Finding Your Style…

like the Holy Grail, synonymous with miraculous powers, bestowing upon its holder eternal happiness, abundance, success…    and all in perpetuity. Finding our unique style as artists, developing our voice, albeit visually, can become a pursuit that feels unpleasant and even a reason to question our own abilities.

early iteration, Liberation From Sorrow

The idea that an artist should have a recognizable style stems from the Abstract Expressionists. They were striving to represent something more integral and spiritual in their art, to communicate something essential and innately human that was beyond objects represented in two-dimensional space. In the process, and through their relationships with one another, they each navigated this challenge in their own, unique way.

Pollock’s infamous drips and drizzles, Martin’s grids, Newman’s stark zips, and Rothko’s ethereal, misty rectangles are all immediately suggestive of the artist’s oeuvre. “That’s a Jackson Pollock, you might think, when you see a canvas covered in dribbled strands of paint. Is it this way for every artist? Is there always an “Ah Ha!” moment in the studio followed by relentless experimentation within those cozy new confines: My Style? Definitely, not; Pollock wondered aloud if the first of his action paintings was indeed a painting at all.

Liberation From Sorrow

When all the myriad influences and conditions, material and media choices, serendipitous meetings and collaborations, are all distilled down into your own unique perception and translation, perhaps you’ve arrived. Ultimately, whatever the artist brings into being, it’s something that wasn’t there before. It’s offered as a vision, a new way of seeing and expressing something human, something visceral, something momentous.

This relentless drive and experimentation, not always a playful process, brought much more intellect and intention into fine art, and the motivation and commentary of the artist enters. Throughout a course with The Museum of Modern Art, (online, check it out), artist, instructor, and curator, Corey D’Augustine compliments his discourse on the abstract expressionists with this concept of developing your own style, as he models techniques of the masters.

My notes:

Experimentation is essential. If I love “this” art… why do I love it? The best way to find out is to get into it and try it. Can you create like that? How was it done? Can I accentuate the figure that way? Can I imbue a sense of the spiritual that way? If I apply the same colour palette to a very different subject or with different media, what happens? There are many disasters, problems, angst, mistakes, additions, subtractions, deletions…   And so on, endlessly…   until…   perhaps it all begins to slowly coalesce.

As a fine artist, pushing through the discomfort, and allowing the state of ambiguity, is part of the process. It wasn’t until I was motivated by a powerful distaste for what was on my own easel, combined with permission to play and problem-solve, and allow some of that experience and exploration to enter, that something happened. I feel like I have finally begun to edge into what maybe feels like it could be my own artistic style, emerging like a wet, bedraggled butterfly. I may be able to fit more uncertain adjectives into that sentence.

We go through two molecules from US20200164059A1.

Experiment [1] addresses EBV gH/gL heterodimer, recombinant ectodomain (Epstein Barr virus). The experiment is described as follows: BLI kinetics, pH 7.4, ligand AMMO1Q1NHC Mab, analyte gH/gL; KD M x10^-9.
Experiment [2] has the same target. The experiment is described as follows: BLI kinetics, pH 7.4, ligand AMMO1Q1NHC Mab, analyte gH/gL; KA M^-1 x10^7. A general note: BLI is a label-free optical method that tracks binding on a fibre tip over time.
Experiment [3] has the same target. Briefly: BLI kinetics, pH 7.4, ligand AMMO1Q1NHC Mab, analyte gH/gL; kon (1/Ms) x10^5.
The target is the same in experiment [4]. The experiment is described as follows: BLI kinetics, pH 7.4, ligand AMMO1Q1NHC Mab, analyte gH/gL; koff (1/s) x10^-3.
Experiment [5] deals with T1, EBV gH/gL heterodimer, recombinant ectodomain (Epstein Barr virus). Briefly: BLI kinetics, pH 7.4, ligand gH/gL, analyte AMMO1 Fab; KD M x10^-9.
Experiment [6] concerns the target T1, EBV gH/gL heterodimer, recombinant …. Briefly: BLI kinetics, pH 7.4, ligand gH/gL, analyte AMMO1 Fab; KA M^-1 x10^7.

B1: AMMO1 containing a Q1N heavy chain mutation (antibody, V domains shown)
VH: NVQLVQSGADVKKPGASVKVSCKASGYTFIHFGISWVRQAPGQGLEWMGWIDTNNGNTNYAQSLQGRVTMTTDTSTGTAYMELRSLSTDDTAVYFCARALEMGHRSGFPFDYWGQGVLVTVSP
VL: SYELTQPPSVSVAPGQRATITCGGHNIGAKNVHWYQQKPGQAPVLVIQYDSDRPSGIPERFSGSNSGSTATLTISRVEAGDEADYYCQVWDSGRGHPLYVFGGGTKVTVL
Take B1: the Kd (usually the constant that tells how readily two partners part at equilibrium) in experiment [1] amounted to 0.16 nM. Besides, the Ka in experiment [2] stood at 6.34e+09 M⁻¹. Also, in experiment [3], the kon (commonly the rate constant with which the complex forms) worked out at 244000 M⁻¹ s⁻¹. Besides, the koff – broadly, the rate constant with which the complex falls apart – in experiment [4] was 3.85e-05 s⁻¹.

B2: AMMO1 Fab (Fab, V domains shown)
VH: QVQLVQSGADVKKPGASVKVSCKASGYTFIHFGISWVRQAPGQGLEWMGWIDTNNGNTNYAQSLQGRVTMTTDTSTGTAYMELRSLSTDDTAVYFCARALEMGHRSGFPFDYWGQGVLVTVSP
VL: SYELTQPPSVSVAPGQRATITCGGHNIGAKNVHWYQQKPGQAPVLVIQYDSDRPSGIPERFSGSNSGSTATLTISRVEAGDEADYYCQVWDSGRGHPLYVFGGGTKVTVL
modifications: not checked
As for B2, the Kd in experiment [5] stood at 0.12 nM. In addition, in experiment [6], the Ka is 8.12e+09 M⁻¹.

Transcend, final state

My Gallery portrays part of that journey. My newer work is more abstract, fractured, often the objects are figures or biomorphic forms; the result of my trying on many different styles and using many artist’s techniques and philosophies, apparently following in typical tradition.

Picasso once famously said: “Good artists copy. Great artists steal.”

Perhaps it can be interpreted this way:  artists look to those who have gone before, with a deep desire to learn. Artists feel affinity with other artists’ work, style, subject, palette, techniques. An artist can become intensely interested in a specific cultural or historical body of art work; artists are often avid researchers and learners. Artists often emulate other’s techniques and attempt to become skilled or to surpass the lesson by innovating the use of the tool or designing something new. In the art world, this is all generally acceptable, as part of your learning journey. How does that artist’s style/technique look through your hand, your eye?

Study, studio.

Honour, emulate, experiment. Stand back.

Work as meditatively as possible. Let some marks be made automatically,

let some emotion land on the paper.

Let it breathe for awhile, and you walk past and glance at it, casually,

in your robe,

as if someone else painted it.

Then analyse, think, research, embellish, dream…

 

Let Inspiration be your guide.

Make it your own.

 

What do you want to say?

What will you capture, and how will you make it stay?

Use your own voice to scream, or whisper, or sing…

And just

Play.

 

 

R. Leigh Krafft